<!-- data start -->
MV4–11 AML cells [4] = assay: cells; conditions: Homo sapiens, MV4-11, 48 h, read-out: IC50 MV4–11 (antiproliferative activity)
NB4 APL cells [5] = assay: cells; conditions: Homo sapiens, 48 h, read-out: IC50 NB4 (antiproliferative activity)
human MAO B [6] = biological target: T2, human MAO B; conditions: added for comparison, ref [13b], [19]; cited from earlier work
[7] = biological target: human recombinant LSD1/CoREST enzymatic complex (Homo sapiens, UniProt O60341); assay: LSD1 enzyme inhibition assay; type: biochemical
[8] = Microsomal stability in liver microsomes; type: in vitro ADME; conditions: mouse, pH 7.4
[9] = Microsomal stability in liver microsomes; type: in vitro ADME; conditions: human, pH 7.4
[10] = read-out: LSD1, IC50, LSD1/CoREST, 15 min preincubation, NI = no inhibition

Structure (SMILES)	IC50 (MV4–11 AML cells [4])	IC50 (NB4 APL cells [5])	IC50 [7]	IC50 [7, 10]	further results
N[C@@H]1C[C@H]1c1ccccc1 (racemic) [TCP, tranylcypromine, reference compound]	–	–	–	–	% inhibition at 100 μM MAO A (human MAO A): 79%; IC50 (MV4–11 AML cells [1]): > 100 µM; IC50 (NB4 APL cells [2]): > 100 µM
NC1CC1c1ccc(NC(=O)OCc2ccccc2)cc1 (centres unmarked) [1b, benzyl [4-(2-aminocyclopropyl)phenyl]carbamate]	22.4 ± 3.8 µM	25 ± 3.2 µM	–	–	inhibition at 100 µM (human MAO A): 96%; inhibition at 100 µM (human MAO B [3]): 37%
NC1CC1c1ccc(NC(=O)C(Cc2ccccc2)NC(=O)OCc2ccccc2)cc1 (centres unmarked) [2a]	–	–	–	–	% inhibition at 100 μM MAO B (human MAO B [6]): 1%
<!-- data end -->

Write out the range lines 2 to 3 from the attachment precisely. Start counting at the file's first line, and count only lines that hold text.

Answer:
NB4 APL cells [5] = assay: cells; conditions: Homo sapiens, 48 h, read-out: IC50 NB4 (antiproliferative activity)
human MAO B [6] = biological target: T2, human MAO B; conditions: added for comparison, ref [13b], [19]; cited from earlier work